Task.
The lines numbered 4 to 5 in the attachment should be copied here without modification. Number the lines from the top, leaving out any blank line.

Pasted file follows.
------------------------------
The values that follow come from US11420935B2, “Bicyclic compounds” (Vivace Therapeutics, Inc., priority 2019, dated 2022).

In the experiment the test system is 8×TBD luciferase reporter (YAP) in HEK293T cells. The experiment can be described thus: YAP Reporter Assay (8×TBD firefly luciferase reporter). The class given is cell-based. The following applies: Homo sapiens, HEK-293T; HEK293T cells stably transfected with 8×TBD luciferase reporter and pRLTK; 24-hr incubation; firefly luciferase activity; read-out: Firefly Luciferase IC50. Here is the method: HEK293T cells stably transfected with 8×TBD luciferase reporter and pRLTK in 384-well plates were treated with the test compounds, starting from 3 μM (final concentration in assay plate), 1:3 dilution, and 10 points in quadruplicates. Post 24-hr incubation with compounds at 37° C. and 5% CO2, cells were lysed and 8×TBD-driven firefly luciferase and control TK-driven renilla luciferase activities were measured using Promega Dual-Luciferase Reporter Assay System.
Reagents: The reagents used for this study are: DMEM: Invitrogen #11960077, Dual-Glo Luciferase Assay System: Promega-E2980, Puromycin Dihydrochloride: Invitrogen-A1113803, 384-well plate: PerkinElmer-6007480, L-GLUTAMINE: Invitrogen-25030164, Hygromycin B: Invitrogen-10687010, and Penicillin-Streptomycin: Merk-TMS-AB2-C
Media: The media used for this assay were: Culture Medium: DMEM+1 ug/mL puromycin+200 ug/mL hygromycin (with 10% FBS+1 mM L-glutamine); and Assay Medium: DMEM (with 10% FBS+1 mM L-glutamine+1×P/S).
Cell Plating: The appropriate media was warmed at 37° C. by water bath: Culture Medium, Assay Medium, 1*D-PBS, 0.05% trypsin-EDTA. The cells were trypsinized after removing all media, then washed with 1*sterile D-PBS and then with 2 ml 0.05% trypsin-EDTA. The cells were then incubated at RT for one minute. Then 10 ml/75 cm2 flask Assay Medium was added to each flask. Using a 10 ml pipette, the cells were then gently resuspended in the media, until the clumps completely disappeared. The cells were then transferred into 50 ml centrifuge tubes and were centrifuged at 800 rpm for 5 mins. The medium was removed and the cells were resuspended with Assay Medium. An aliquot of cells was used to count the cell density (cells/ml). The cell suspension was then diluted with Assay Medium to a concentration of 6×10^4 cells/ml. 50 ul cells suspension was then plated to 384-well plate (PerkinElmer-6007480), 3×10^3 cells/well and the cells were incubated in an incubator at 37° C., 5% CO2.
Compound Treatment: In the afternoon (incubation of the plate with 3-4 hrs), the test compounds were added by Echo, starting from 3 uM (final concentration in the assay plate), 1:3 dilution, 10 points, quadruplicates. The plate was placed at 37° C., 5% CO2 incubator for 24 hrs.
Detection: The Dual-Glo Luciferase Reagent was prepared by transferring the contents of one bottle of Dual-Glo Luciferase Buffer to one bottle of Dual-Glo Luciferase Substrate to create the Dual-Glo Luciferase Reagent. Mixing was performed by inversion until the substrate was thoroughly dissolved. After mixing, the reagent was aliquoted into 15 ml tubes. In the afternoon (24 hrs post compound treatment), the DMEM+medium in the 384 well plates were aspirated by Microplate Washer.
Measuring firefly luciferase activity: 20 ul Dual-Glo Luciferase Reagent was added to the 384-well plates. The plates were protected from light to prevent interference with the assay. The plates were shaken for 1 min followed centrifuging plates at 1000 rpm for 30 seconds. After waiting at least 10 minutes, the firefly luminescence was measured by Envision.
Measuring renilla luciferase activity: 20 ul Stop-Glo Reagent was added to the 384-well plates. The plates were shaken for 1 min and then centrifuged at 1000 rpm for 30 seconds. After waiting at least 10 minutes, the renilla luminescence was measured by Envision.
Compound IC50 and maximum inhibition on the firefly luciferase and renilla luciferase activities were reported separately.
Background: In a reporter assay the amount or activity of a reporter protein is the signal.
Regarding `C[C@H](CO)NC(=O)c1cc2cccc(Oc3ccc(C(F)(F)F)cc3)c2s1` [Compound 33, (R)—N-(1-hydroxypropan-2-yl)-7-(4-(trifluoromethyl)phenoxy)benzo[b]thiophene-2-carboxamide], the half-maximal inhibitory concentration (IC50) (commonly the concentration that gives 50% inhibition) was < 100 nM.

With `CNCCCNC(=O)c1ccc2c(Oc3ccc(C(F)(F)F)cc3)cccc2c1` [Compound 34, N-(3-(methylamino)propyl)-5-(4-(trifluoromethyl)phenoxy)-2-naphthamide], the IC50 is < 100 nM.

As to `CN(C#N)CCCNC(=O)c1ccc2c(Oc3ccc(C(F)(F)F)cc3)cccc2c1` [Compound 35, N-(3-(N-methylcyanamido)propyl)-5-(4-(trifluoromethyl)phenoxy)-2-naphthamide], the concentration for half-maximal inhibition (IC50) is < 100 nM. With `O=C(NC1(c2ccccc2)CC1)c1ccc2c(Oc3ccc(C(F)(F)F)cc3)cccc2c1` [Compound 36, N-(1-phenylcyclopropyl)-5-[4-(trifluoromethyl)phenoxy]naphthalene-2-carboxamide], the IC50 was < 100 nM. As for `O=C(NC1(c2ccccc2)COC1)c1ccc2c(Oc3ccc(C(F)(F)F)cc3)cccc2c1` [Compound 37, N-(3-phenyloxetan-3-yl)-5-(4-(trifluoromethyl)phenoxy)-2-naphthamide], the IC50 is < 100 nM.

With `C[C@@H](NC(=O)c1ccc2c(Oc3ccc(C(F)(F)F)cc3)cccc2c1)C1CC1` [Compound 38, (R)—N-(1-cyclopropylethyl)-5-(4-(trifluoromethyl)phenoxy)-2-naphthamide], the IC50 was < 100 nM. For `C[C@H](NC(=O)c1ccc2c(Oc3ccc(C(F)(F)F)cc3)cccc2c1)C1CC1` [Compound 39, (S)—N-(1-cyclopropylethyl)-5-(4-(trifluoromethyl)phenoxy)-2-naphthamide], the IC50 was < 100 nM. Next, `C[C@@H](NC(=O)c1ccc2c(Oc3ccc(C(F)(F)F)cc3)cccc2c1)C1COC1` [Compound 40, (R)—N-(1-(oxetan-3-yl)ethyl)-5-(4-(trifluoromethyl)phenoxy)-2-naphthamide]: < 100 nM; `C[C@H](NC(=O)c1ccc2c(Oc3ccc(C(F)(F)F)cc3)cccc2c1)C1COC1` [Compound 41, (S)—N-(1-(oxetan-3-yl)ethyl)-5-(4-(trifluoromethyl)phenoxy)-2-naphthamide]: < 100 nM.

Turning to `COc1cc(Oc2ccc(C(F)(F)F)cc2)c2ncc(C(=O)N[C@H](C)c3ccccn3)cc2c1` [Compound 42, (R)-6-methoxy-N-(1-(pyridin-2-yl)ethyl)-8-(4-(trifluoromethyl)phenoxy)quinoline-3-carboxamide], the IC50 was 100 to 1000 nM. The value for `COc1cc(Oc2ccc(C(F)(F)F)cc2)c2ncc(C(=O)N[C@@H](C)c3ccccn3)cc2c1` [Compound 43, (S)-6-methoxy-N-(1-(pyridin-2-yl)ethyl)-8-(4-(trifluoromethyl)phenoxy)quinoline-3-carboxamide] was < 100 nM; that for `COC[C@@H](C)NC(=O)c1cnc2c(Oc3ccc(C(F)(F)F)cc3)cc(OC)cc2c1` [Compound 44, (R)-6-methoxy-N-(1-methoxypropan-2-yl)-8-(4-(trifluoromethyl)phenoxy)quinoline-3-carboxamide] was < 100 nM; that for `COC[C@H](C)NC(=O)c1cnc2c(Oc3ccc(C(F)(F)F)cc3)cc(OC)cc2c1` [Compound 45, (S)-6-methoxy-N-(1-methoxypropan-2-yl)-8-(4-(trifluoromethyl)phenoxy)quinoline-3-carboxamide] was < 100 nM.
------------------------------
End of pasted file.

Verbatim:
Media: The media used for this assay were: Culture Medium: DMEM+1 ug/mL puromycin+200 ug/mL hygromycin (with 10% FBS+1 mM L-glutamine); and Assay Medium: DMEM (with 10% FBS+1 mM L-glutamine+1×P/S).
Cell Plating: The appropriate media was warmed at 37° C. by water bath: Culture Medium, Assay Medium, 1*D-PBS, 0.05% trypsin-EDTA. The cells were trypsinized after removing all media, then washed with 1*sterile D-PBS and then with 2 ml 0.05% trypsin-EDTA. The cells were then incubated at RT for one minute. Then 10 ml/75 cm2 flask Assay Medium was added to each flask. Using a 10 ml pipette, the cells were then gently resuspended in the media, until the clumps completely disappeared. The cells were then transferred into 50 ml centrifuge tubes and were centrifuged at 800 rpm for 5 mins. The medium was removed and the cells were resuspended with Assay Medium. An aliquot of cells was used to count the cell density (cells/ml). The cell suspension was then diluted with Assay Medium to a concentration of 6×10^4 cells/ml. 50 ul cells suspension was then plated to 384-well plate (PerkinElmer-6007480), 3×10^3 cells/well and the cells were incubated in an incubator at 37° C., 5% CO2.